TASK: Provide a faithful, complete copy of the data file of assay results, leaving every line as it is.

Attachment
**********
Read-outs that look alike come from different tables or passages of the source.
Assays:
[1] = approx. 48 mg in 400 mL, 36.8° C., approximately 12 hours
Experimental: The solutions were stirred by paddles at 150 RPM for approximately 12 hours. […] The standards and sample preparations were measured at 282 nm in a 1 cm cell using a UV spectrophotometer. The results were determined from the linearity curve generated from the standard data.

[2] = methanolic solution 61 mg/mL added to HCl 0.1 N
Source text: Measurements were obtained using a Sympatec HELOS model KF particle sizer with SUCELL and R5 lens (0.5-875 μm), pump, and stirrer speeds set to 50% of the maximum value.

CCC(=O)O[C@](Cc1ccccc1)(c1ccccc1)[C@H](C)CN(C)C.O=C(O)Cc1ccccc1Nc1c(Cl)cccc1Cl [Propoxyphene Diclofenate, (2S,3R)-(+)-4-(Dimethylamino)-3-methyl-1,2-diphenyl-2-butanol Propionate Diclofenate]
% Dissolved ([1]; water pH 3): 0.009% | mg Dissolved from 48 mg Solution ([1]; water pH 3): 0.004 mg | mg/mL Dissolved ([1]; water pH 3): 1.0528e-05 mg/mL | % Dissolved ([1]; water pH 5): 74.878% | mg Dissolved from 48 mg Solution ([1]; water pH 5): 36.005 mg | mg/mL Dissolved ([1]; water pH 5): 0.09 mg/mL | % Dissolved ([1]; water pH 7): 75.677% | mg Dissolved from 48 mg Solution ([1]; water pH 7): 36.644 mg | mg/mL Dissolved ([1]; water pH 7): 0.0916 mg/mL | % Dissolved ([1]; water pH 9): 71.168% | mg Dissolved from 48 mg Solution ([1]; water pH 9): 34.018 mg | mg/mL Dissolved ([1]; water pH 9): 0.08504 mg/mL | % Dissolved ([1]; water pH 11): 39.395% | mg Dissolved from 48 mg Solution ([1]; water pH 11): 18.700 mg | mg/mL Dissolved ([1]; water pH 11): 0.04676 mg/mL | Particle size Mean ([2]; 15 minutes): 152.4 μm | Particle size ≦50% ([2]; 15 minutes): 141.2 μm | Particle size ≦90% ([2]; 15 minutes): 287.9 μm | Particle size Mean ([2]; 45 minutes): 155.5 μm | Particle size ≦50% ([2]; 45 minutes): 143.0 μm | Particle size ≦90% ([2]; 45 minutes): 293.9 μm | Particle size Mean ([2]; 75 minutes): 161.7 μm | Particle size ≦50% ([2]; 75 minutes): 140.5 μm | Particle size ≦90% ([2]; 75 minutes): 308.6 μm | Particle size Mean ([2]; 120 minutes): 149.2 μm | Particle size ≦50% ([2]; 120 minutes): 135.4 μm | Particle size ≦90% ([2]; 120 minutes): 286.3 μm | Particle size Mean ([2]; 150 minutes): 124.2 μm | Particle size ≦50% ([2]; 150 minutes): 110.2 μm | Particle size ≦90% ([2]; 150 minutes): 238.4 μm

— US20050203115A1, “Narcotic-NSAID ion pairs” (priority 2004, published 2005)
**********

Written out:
Read-outs that look alike come from different tables or passages of the source.
Assays:
[1] = approx. 48 mg in 400 mL, 36.8° C., approximately 12 hours
Experimental: The solutions were stirred by paddles at 150 RPM for approximately 12 hours. […] The standards and sample preparations were measured at 282 nm in a 1 cm cell using a UV spectrophotometer. The results were determined from the linearity curve generated from the standard data.

[2] = methanolic solution 61 mg/mL added to HCl 0.1 N
Source text: Measurements were obtained using a Sympatec HELOS model KF particle sizer with SUCELL and R5 lens (0.5-875 μm), pump, and stirrer speeds set to 50% of the maximum value.

CCC(=O)O[C@](Cc1ccccc1)(c1ccccc1)[C@H](C)CN(C)C.O=C(O)Cc1ccccc1Nc1c(Cl)cccc1Cl [Propoxyphene Diclofenate, (2S,3R)-(+)-4-(Dimethylamino)-3-methyl-1,2-diphenyl-2-butanol Propionate Diclofenate]
% Dissolved ([1]; water pH 3): 0.009% | mg Dissolved from 48 mg Solution ([1]; water pH 3): 0.004 mg | mg/mL Dissolved ([1]; water pH 3): 1.0528e-05 mg/mL | % Dissolved ([1]; water pH 5): 74.878% | mg Dissolved from 48 mg Solution ([1]; water pH 5): 36.005 mg | mg/mL Dissolved ([1]; water pH 5): 0.09 mg/mL | % Dissolved ([1]; water pH 7): 75.677% | mg Dissolved from 48 mg Solution ([1]; water pH 7): 36.644 mg | mg/mL Dissolved ([1]; water pH 7): 0.0916 mg/mL | % Dissolved ([1]; water pH 9): 71.168% | mg Dissolved from 48 mg Solution ([1]; water pH 9): 34.018 mg | mg/mL Dissolved ([1]; water pH 9): 0.08504 mg/mL | % Dissolved ([1]; water pH 11): 39.395% | mg Dissolved from 48 mg Solution ([1]; water pH 11): 18.700 mg | mg/mL Dissolved ([1]; water pH 11): 0.04676 mg/mL | Particle size Mean ([2]; 15 minutes): 152.4 μm | Particle size ≦50% ([2]; 15 minutes): 141.2 μm | Particle size ≦90% ([2]; 15 minutes): 287.9 μm | Particle size Mean ([2]; 45 minutes): 155.5 μm | Particle size ≦50% ([2]; 45 minutes): 143.0 μm | Particle size ≦90% ([2]; 45 minutes): 293.9 μm | Particle size Mean ([2]; 75 minutes): 161.7 μm | Particle size ≦50% ([2]; 75 minutes): 140.5 μm | Particle size ≦90% ([2]; 75 minutes): 308.6 μm | Particle size Mean ([2]; 120 minutes): 149.2 μm | Particle size ≦50% ([2]; 120 minutes): 135.4 μm | Particle size ≦90% ([2]; 120 minutes): 286.3 μm | Particle size Mean ([2]; 150 minutes): 124.2 μm | Particle size ≦50% ([2]; 150 minutes): 110.2 μm | Particle size ≦90% ([2]; 150 minutes): 238.4 μm

— US20050203115A1, “Narcotic-NSAID ion pairs” (priority 2004, published 2005)